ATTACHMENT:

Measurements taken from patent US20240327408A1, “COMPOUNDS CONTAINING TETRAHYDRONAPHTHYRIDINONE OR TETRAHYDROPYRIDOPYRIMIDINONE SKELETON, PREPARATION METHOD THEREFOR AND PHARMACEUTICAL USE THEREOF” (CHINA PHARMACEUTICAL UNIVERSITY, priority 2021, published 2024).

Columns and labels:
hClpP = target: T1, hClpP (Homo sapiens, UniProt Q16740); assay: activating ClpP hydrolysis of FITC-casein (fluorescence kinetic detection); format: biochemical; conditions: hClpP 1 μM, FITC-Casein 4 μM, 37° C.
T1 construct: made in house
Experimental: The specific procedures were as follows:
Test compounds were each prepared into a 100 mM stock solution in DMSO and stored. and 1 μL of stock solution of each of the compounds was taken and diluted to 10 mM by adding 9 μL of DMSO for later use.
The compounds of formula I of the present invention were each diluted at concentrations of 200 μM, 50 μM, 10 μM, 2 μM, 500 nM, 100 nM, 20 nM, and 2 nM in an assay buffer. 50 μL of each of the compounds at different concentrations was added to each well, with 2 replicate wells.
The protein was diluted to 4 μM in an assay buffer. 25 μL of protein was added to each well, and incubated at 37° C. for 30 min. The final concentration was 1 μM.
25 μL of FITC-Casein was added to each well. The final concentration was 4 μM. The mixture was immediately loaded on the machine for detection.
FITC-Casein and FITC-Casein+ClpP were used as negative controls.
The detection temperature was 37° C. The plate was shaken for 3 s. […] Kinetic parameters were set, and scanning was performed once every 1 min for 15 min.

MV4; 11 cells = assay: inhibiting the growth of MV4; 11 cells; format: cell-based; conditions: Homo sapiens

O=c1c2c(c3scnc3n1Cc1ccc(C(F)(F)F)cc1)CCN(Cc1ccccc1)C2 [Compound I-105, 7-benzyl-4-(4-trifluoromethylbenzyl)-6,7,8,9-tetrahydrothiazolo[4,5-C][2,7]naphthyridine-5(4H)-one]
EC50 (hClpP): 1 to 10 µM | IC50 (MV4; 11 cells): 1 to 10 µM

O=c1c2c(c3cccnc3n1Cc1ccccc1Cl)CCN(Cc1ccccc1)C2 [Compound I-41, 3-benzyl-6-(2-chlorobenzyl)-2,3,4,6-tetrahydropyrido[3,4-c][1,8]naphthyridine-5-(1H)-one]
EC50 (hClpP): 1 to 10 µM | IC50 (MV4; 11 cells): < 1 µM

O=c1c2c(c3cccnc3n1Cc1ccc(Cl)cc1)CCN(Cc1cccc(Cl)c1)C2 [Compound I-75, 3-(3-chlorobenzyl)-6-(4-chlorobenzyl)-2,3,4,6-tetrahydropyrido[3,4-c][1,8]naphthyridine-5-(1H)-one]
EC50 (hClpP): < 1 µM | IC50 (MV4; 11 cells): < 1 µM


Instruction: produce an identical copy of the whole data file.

Measurements taken from patent US20240327408A1, “COMPOUNDS CONTAINING TETRAHYDRONAPHTHYRIDINONE OR TETRAHYDROPYRIDOPYRIMIDINONE SKELETON, PREPARATION METHOD THEREFOR AND PHARMACEUTICAL USE THEREOF” (CHINA PHARMACEUTICAL UNIVERSITY, priority 2021, published 2024).

Columns and labels:
hClpP = target: T1, hClpP (Homo sapiens, UniProt Q16740); assay: activating ClpP hydrolysis of FITC-casein (fluorescence kinetic detection); format: biochemical; conditions: hClpP 1 μM, FITC-Casein 4 μM, 37° C.
T1 construct: made in house
Experimental: The specific procedures were as follows:
Test compounds were each prepared into a 100 mM stock solution in DMSO and stored. and 1 μL of stock solution of each of the compounds was taken and diluted to 10 mM by adding 9 μL of DMSO for later use.
The compounds of formula I of the present invention were each diluted at concentrations of 200 μM, 50 μM, 10 μM, 2 μM, 500 nM, 100 nM, 20 nM, and 2 nM in an assay buffer. 50 μL of each of the compounds at different concentrations was added to each well, with 2 replicate wells.
The protein was diluted to 4 μM in an assay buffer. 25 μL of protein was added to each well, and incubated at 37° C. for 30 min. The final concentration was 1 μM.
25 μL of FITC-Casein was added to each well. The final concentration was 4 μM. The mixture was immediately loaded on the machine for detection.
FITC-Casein and FITC-Casein+ClpP were used as negative controls.
The detection temperature was 37° C. The plate was shaken for 3 s. […] Kinetic parameters were set, and scanning was performed once every 1 min for 15 min.

MV4; 11 cells = assay: inhibiting the growth of MV4; 11 cells; format: cell-based; conditions: Homo sapiens

O=c1c2c(c3scnc3n1Cc1ccc(C(F)(F)F)cc1)CCN(Cc1ccccc1)C2 [Compound I-105, 7-benzyl-4-(4-trifluoromethylbenzyl)-6,7,8,9-tetrahydrothiazolo[4,5-C][2,7]naphthyridine-5(4H)-one]
EC50 (hClpP): 1 to 10 µM | IC50 (MV4; 11 cells): 1 to 10 µM

O=c1c2c(c3cccnc3n1Cc1ccccc1Cl)CCN(Cc1ccccc1)C2 [Compound I-41, 3-benzyl-6-(2-chlorobenzyl)-2,3,4,6-tetrahydropyrido[3,4-c][1,8]naphthyridine-5-(1H)-one]
EC50 (hClpP): 1 to 10 µM | IC50 (MV4; 11 cells): < 1 µM

O=c1c2c(c3cccnc3n1Cc1ccc(Cl)cc1)CCN(Cc1cccc(Cl)c1)C2 [Compound I-75, 3-(3-chlorobenzyl)-6-(4-chlorobenzyl)-2,3,4,6-tetrahydropyrido[3,4-c][1,8]naphthyridine-5-(1H)-one]
EC50 (hClpP): < 1 µM | IC50 (MV4; 11 cells): < 1 µM